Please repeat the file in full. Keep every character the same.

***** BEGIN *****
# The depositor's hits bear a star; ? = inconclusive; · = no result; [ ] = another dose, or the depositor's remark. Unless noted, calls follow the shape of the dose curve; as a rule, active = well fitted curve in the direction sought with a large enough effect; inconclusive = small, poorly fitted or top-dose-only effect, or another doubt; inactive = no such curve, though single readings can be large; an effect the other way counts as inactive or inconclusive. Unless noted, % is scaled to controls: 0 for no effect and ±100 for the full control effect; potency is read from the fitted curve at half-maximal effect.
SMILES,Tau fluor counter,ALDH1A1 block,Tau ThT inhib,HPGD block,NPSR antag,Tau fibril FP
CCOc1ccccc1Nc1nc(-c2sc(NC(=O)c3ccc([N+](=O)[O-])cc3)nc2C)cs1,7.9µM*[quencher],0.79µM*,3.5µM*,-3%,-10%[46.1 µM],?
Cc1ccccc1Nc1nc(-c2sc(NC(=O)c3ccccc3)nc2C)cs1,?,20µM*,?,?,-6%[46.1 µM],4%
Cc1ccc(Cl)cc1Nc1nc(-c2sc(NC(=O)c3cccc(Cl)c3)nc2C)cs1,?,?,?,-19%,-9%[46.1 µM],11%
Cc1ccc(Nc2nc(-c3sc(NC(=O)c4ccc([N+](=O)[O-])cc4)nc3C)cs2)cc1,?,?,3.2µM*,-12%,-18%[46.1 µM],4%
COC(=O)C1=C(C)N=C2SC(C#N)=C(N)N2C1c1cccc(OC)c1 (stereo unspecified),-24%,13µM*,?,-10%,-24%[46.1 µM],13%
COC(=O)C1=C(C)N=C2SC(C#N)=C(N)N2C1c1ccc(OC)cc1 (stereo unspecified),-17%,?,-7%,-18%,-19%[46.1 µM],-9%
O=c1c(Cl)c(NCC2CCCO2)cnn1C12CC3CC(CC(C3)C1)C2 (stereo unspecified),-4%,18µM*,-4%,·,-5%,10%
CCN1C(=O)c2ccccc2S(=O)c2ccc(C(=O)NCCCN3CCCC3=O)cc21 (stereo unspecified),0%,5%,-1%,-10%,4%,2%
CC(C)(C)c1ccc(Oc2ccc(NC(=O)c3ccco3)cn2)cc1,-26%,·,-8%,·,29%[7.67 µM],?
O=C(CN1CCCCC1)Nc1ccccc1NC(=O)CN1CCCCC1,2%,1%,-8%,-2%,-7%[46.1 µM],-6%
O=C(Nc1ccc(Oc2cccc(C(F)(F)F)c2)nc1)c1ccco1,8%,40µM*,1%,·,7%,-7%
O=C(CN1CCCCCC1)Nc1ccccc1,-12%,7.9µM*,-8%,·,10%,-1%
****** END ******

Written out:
# The depositor's hits bear a star; ? = inconclusive; · = no result; [ ] = another dose, or the depositor's remark. Unless noted, calls follow the shape of the dose curve; as a rule, active = well fitted curve in the direction sought with a large enough effect; inconclusive = small, poorly fitted or top-dose-only effect, or another doubt; inactive = no such curve, though single readings can be large; an effect the other way counts as inactive or inconclusive. Unless noted, % is scaled to controls: 0 for no effect and ±100 for the full control effect; potency is read from the fitted curve at half-maximal effect.
SMILES,Tau fluor counter,ALDH1A1 block,Tau ThT inhib,HPGD block,NPSR antag,Tau fibril FP
CCOc1ccccc1Nc1nc(-c2sc(NC(=O)c3ccc([N+](=O)[O-])cc3)nc2C)cs1,7.9µM*[quencher],0.79µM*,3.5µM*,-3%,-10%[46.1 µM],?
Cc1ccccc1Nc1nc(-c2sc(NC(=O)c3ccccc3)nc2C)cs1,?,20µM*,?,?,-6%[46.1 µM],4%
Cc1ccc(Cl)cc1Nc1nc(-c2sc(NC(=O)c3cccc(Cl)c3)nc2C)cs1,?,?,?,-19%,-9%[46.1 µM],11%
Cc1ccc(Nc2nc(-c3sc(NC(=O)c4ccc([N+](=O)[O-])cc4)nc3C)cs2)cc1,?,?,3.2µM*,-12%,-18%[46.1 µM],4%
COC(=O)C1=C(C)N=C2SC(C#N)=C(N)N2C1c1cccc(OC)c1 (stereo unspecified),-24%,13µM*,?,-10%,-24%[46.1 µM],13%
COC(=O)C1=C(C)N=C2SC(C#N)=C(N)N2C1c1ccc(OC)cc1 (stereo unspecified),-17%,?,-7%,-18%,-19%[46.1 µM],-9%
O=c1c(Cl)c(NCC2CCCO2)cnn1C12CC3CC(CC(C3)C1)C2 (stereo unspecified),-4%,18µM*,-4%,·,-5%,10%
CCN1C(=O)c2ccccc2S(=O)c2ccc(C(=O)NCCCN3CCCC3=O)cc21 (stereo unspecified),0%,5%,-1%,-10%,4%,2%
CC(C)(C)c1ccc(Oc2ccc(NC(=O)c3ccco3)cn2)cc1,-26%,·,-8%,·,29%[7.67 µM],?
O=C(CN1CCCCC1)Nc1ccccc1NC(=O)CN1CCCCC1,2%,1%,-8%,-2%,-7%[46.1 µM],-6%
O=C(Nc1ccc(Oc2cccc(C(F)(F)F)c2)nc1)c1ccco1,8%,40µM*,1%,·,7%,-7%
O=C(CN1CCCCCC1)Nc1ccccc1,-12%,7.9µM*,-8%,·,10%,-1%